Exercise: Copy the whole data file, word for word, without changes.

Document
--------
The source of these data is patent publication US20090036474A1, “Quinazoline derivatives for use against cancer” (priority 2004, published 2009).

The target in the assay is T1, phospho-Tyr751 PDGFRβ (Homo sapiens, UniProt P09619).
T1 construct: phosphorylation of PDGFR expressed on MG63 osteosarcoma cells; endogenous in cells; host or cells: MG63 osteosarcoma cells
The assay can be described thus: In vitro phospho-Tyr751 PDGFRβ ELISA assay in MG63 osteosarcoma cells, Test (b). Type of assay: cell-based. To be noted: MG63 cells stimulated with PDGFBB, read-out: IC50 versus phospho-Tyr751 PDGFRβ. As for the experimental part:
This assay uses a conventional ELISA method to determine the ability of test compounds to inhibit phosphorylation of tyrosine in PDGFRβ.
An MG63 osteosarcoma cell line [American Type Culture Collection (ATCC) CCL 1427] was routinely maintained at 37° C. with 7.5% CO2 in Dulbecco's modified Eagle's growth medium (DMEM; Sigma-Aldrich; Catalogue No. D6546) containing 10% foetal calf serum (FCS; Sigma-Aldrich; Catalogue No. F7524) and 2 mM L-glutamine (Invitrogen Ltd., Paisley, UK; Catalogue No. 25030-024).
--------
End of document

The source of these data is patent publication US20090036474A1, “Quinazoline derivatives for use against cancer” (priority 2004, published 2009).

The target in the assay is T1, phospho-Tyr751 PDGFRβ (Homo sapiens, UniProt P09619).
T1 construct: phosphorylation of PDGFR expressed on MG63 osteosarcoma cells; endogenous in cells; host or cells: MG63 osteosarcoma cells
The assay can be described thus: In vitro phospho-Tyr751 PDGFRβ ELISA assay in MG63 osteosarcoma cells, Test (b). Type of assay: cell-based. To be noted: MG63 cells stimulated with PDGFBB, read-out: IC50 versus phospho-Tyr751 PDGFRβ. As for the experimental part:
This assay uses a conventional ELISA method to determine the ability of test compounds to inhibit phosphorylation of tyrosine in PDGFRβ.
An MG63 osteosarcoma cell line [American Type Culture Collection (ATCC) CCL 1427] was routinely maintained at 37° C. with 7.5% CO2 in Dulbecco's modified Eagle's growth medium (DMEM; Sigma-Aldrich; Catalogue No. D6546) containing 10% foetal calf serum (FCS; Sigma-Aldrich; Catalogue No. F7524) and 2 mM L-glutamine (Invitrogen Ltd., Paisley, UK; Catalogue No. 25030-024).